Growing up in Buffalo, the Goo Goo Dolls are almost Canadian

Goo Goo Dolls At The 26Th Annual American Music Awards At The Shrine Auditor


By Steve Newton

“Kick him in the throat!” isn’t quite the phrase you expect to hear from a guy who’s just exchanged wedding vows, but that’s what my brother-in-law Cam was yelling scant hours after tying the knot on a beach in Powell River last month. You see, his wedding took place on the same day as Game 6 of the Stanley Cup playoffs, so the hard-core hockey fans were sneaking away from the reception to catch a bit of the game at a bar across the street.

It was sudden-death overtime, and Dallas—the team almost everyone was cheering for—just couldn’t get the puck past Buffalo goalie Dominick Hasek. One of the bridesmaids was trying to drag Cam back to the union hall so he could throw the garter, but his best man kept pushing him to stay till the period was over. That’s when the normally peace-loving groom, torn between ceremonial obligations and male bonding, started calling for desperate measures—like a skate to the jugular—to be taken against Hasek.

Of course, no one sliced the Dominator, and the game carried on until the tip of the third overtime period, when the Golden Jet’s kid put his foot in the crease and the puck in the net, plunging the city of Buffalo into deep, dark despair. Goo Goo Dolls bassist-vocalist Robby Takac was one of the Buffalo natives perturbed by the game’s outcome. In fact, when he calls the Straight from L.A. before taping a performance on The Tonight Show, he’s still smarting from that controversial Cup winner.

“Oww, come on,” he reacts to my rubbing it in. “Thanks a lot for that, man, thanks a lot. Hey, I know you were cheerin’ for the Sabres, even though we mussed up y’all’s Maple Leafs and all. No big deal, right?”

Touché! Well, I gotta admit that the Leafs deserved to lose to Buffalo in their semifinal round; at least they didn’t get knocked out on a cheat goal. And it turns out that Takac isn’t one of those glowing puck–loving Yankee flag-wavers anyway. When I ask him if his favourite hockey star of all time is fleet-footed Sabre Gilbert Perrault, he informs me that, no, his childhood hero was actually the Leafs’ rough ’n’ tumble Tim Horton.

“We’re almost Canadians,” he points out proudly. “Growing up in Buffalo, we’re probably the closest things to being Canadians you’ll find in America. I mean, I could drive a golf ball to Canada from my house. So we grew up with all the Canadian television networks, and most of my summers were spent up in Fort Erie or Thunder Bay. And I’ve seen most of Canada, so it was nice to have that knowledge. I’ve gazed longingly at a moose in the Rockies, you know, the whole thing, man.”

While Takac may feel he’s tasted the true Canuck life, his group has also managed to live the American dream, hitting the big time in ’96 with a breakthrough CD, A Boy Named Goo, and smash single, “Name”. But with its latest album, Dizzy Up the Girl, the band makes a slight return to its harder-edged roots, as heard on albums like 1989’s Jed and ’91’s Hold Me Up. The Goo Goo Dolls started developing that sound after Takac met guitarist-vocalist John Rzeznik in 1985.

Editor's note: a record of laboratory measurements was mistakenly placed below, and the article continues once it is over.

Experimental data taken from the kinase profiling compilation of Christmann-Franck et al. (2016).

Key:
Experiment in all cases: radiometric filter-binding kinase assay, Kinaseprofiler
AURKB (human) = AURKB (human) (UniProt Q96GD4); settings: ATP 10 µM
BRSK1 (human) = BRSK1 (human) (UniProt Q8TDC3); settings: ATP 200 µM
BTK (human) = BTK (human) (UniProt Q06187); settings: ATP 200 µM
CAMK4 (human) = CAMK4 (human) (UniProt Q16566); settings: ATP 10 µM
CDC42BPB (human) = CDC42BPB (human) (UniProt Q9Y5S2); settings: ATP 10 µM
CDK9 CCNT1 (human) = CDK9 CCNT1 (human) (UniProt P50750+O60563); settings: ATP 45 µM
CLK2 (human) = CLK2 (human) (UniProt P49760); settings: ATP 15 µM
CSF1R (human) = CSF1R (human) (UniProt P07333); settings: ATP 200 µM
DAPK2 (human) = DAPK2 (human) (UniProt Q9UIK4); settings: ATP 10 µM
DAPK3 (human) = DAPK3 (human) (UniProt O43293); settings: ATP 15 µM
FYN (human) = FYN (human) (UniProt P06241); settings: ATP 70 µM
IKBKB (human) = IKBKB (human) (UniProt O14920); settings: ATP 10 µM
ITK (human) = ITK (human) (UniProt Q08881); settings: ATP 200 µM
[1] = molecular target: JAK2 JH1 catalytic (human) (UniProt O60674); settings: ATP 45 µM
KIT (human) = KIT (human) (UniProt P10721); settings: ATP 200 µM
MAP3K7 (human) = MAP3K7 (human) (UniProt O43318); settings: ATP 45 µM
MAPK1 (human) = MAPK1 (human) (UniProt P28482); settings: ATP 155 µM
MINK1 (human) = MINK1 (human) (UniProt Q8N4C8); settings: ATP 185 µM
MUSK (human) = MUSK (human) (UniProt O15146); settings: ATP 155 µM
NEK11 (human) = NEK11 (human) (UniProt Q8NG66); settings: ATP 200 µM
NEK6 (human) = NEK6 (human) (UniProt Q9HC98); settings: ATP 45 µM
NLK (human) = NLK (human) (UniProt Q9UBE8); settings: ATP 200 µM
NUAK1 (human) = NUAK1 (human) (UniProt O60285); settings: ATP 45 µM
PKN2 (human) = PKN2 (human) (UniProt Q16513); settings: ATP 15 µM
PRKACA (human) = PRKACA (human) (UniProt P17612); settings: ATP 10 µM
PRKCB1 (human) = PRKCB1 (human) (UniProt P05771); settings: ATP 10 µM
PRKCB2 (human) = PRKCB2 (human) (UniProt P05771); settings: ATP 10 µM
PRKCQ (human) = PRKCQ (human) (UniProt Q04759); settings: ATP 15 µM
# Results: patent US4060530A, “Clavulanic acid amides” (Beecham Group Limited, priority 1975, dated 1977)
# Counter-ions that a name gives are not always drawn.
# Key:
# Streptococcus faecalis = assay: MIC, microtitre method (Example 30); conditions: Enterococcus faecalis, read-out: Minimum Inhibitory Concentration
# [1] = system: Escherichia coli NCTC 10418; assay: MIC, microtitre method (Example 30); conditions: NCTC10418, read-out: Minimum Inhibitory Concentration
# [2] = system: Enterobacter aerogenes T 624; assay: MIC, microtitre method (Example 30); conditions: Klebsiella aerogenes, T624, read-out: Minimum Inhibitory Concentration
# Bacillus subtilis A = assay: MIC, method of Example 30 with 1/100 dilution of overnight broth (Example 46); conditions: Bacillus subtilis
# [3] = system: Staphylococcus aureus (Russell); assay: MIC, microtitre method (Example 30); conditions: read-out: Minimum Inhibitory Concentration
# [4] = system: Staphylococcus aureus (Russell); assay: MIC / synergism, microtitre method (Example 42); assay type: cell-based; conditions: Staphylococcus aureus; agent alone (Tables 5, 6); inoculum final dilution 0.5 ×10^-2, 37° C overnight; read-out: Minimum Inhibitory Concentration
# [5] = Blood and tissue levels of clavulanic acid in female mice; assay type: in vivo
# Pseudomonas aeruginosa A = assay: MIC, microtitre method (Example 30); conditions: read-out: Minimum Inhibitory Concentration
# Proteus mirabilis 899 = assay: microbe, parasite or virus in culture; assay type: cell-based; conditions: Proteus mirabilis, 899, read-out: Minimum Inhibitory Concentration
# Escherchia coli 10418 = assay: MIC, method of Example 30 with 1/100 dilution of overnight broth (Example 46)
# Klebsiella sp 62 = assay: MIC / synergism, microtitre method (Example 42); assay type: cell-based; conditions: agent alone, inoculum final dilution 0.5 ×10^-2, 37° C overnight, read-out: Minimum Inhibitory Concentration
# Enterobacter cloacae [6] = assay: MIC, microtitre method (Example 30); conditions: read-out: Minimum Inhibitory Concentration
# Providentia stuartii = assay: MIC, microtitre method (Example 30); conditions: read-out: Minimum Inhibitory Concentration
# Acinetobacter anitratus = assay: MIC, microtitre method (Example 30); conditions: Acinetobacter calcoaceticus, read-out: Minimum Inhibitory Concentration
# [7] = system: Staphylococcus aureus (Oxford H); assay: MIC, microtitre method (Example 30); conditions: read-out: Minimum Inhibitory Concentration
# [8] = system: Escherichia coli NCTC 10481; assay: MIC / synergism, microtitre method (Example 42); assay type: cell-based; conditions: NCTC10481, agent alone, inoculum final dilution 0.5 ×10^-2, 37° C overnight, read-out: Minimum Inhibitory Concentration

“He went to the state college and I went to a smaller college,” says Takac, “but my college didn’t have a pub and his did, so that’s where I met him. And at first I think we really needed each other around to complete our sentences, you know. John wasn’t singing at all, or writing any lyrics, but he was writing an awful lot of music. I would say that he probably wrote 80 percent of the music, and I wrote 80 percent of the lyrics, to begin with.”

Takac wrote the music and lyrics for four tracks on Dizzy, and sings lead on all of them, but you have to be a pretty keen follower of the band to pick out which ones are his. “I sang pretty much the whole first record,” he notes, “and all but a couple of songs on the second record, so my current stuff is probably a bit more like our earlier material. When John started writing, things took a very different turn, and we just started to discover there were so many different things we could do, so many different styles we could work with.”

It was Rzeznik who penned “Name”, as well as Dizzy Up the Girl’s “Iris”, which was a hit when it was released on the soundtrack for City of Angels. The wealth and fame the band accumulated through Rzeznik’s knack for poppy gems allowed them to take a different approach to recording Dizzy, which was produced by Rob Cavallo (Green Day, Alanis Morissette) and is the first album with current drummer Mike Malinin.

“The process for going in and working on the record was like, ‘Look, we have no boundaries now, we can do whatever we feel is within the realm of taste.’ We learned that you don’t necessarily have to use everything that you put down on tape, and that was somethin’ new for us. We never really had the money to go in and think about that; it was generally just go in and get finished as quickly as you can.

“But having that room for experimentation allowed us to try an awful lot of things that we wouldn’t really have thought of before. Like bringing in a B-3 [organ] player—in fact, bringing in probably the best B-3 player in the world, Benmont Tench, from Tom Petty and the Heartbreakers. We brought him in, had a couple of beers, and just played some music with him, and when it was done, there was B-3 on everything.

“And we did the same thing with a mandolin guy that we know named Tim Pierce, who’s also real notable. We just hung out with him one night and jammed for a while. And same thing with this guy Luis Conté, who’s a percussionist, or Jamie Muhoberac, piano player. One by one we’d bring them in and just kinda listen and see what sort of things were available for our songs.”

When the Goo Goo Dolls play GM Place on Saturday (July 24), backed up by Sugar Ray and Fastball, most of those in the crowd will likely know songs from Goo and Dizzy, but there’ll be some who didn’t even know the Goo Goo Dolls existed before their “Name” became widely known. Takac is aware of that, but claims it doesn’t really bother him.

“Music takes up a pretty big part of my day,” he says, “but for a lot of people music is that 18 minutes they spend in their car between work and home. It’s the only time they ever hear music—or if it’s on the soundtrack for Dawson’s Creek, and they happen to be watching TV. That’s where most people get their music.

“People have said to me before, ‘Are you guys bummed that most of the big hits you have are, like, ballads or quieter songs, not the heavier stuff that you do?’ and I’m like, ‘Well, it only makes sense that it would be that way, because those songs have the most mainstream appeal.’ So I can’t really hold it against someone for not seeking out our earlier records or whatever.”